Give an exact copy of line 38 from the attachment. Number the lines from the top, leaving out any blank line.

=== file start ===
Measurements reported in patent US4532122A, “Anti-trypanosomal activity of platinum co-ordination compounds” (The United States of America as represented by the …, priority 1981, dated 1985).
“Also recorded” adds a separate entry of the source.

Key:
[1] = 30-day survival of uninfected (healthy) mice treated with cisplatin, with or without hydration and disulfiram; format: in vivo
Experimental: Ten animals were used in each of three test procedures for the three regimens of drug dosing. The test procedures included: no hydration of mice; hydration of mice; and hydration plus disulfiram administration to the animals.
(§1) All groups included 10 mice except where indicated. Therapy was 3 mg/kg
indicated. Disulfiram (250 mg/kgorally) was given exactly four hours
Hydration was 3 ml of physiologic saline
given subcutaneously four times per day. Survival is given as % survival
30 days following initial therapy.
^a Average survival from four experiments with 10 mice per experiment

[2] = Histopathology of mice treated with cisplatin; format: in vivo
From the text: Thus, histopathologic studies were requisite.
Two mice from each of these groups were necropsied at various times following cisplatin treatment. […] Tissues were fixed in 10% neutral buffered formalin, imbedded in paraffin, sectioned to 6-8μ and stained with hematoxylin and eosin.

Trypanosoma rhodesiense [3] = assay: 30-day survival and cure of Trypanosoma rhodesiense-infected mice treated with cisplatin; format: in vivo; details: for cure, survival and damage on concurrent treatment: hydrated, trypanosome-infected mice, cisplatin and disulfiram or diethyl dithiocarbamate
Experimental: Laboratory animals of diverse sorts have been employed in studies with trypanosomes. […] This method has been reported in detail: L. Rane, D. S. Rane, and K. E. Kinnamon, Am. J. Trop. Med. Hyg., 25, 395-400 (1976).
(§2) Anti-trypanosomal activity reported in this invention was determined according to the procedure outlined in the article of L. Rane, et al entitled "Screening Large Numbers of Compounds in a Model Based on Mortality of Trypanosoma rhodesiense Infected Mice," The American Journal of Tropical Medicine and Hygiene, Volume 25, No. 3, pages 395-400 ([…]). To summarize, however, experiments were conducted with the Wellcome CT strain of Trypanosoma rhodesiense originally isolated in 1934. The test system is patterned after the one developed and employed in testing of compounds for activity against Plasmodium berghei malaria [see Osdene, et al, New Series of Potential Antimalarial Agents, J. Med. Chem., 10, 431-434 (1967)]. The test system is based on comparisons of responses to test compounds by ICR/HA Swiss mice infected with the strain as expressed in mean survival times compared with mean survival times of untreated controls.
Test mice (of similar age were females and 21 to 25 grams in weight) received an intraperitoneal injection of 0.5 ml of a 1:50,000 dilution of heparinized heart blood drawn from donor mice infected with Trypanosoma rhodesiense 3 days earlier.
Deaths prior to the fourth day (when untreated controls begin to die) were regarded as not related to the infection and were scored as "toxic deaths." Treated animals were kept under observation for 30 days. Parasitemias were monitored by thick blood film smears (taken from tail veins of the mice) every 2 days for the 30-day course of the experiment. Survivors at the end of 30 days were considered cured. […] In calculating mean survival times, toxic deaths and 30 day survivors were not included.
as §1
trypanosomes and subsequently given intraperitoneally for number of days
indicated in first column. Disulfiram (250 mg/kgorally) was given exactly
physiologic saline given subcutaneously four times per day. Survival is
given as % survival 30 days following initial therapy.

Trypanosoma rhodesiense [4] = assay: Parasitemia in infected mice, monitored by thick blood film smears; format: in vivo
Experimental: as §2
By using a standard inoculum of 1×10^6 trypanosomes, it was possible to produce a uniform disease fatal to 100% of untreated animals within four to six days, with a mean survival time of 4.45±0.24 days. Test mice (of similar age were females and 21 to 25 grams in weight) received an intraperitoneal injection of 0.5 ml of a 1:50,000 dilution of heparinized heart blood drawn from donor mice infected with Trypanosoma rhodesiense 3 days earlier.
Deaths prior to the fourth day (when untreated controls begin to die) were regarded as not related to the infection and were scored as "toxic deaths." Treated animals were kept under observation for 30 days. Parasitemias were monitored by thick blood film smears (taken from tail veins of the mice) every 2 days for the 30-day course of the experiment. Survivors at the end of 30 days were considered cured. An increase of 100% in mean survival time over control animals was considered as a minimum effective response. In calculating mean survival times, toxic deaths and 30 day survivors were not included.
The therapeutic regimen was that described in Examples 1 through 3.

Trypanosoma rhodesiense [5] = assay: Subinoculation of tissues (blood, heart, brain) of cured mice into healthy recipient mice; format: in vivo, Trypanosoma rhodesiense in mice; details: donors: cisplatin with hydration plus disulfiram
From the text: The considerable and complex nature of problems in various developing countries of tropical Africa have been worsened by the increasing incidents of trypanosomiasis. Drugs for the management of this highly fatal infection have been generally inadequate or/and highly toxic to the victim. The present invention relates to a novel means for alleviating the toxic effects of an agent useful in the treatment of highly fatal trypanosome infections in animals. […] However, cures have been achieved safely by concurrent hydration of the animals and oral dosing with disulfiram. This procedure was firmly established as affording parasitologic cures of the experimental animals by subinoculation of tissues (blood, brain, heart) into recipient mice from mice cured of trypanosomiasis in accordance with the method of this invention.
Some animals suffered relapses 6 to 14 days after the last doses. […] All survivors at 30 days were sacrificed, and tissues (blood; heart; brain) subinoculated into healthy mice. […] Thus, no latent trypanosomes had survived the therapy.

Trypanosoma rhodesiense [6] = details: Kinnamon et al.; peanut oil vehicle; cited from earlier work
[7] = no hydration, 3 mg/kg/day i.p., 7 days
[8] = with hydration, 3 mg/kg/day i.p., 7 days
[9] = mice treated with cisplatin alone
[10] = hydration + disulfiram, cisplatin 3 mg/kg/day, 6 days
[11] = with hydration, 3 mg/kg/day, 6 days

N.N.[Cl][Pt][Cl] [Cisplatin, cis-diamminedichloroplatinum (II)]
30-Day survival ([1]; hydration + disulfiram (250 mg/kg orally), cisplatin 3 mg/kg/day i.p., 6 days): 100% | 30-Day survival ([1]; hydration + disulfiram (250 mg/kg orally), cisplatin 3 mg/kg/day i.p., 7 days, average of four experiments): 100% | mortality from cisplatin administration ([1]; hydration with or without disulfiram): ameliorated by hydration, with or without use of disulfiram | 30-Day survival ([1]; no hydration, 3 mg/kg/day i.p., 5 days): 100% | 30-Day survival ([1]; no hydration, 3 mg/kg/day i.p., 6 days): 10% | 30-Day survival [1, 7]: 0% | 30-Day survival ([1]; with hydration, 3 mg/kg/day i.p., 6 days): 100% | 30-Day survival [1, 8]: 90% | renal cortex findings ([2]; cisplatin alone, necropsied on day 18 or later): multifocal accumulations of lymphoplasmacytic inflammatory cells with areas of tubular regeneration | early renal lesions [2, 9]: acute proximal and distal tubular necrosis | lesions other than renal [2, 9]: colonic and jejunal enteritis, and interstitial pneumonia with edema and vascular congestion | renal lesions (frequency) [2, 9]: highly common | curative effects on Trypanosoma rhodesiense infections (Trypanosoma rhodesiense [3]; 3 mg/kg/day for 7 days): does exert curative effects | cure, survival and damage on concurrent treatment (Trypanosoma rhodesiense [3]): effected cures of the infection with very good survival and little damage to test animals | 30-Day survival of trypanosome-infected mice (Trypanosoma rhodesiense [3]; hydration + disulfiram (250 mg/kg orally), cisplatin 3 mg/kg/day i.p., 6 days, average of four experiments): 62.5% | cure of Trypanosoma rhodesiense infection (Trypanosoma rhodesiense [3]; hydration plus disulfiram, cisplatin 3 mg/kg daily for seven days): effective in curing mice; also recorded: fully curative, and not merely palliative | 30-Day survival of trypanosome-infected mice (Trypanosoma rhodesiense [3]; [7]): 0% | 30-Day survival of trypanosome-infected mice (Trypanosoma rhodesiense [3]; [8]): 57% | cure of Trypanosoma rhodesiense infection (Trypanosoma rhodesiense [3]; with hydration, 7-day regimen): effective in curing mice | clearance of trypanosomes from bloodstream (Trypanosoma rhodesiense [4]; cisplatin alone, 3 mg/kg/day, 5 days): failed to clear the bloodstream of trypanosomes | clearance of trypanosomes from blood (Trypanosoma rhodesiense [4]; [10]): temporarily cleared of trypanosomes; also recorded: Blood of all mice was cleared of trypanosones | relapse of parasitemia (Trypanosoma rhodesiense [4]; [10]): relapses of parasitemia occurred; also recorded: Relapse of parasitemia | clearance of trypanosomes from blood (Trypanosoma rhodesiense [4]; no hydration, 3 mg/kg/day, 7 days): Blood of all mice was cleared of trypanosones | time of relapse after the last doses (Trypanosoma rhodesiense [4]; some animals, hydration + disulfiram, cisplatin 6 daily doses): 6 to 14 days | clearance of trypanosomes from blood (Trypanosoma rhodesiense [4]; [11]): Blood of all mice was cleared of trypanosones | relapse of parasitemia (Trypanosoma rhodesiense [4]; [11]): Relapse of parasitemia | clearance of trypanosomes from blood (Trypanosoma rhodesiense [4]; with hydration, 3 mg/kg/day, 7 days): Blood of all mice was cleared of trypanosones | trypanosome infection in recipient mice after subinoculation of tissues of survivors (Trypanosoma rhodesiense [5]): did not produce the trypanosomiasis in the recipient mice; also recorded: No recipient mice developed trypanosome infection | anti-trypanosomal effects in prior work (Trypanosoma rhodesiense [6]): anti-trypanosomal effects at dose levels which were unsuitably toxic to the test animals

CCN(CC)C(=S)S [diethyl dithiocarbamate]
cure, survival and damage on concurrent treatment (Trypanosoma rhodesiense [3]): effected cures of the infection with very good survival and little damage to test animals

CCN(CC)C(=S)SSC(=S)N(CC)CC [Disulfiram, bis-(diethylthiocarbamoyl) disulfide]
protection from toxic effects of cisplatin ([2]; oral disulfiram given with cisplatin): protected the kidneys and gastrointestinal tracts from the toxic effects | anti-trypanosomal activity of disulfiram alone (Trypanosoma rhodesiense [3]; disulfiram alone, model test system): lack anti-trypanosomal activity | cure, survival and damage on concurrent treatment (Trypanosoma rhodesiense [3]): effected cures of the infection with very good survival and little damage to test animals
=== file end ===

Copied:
[11] = with hydration, 3 mg/kg/day, 6 days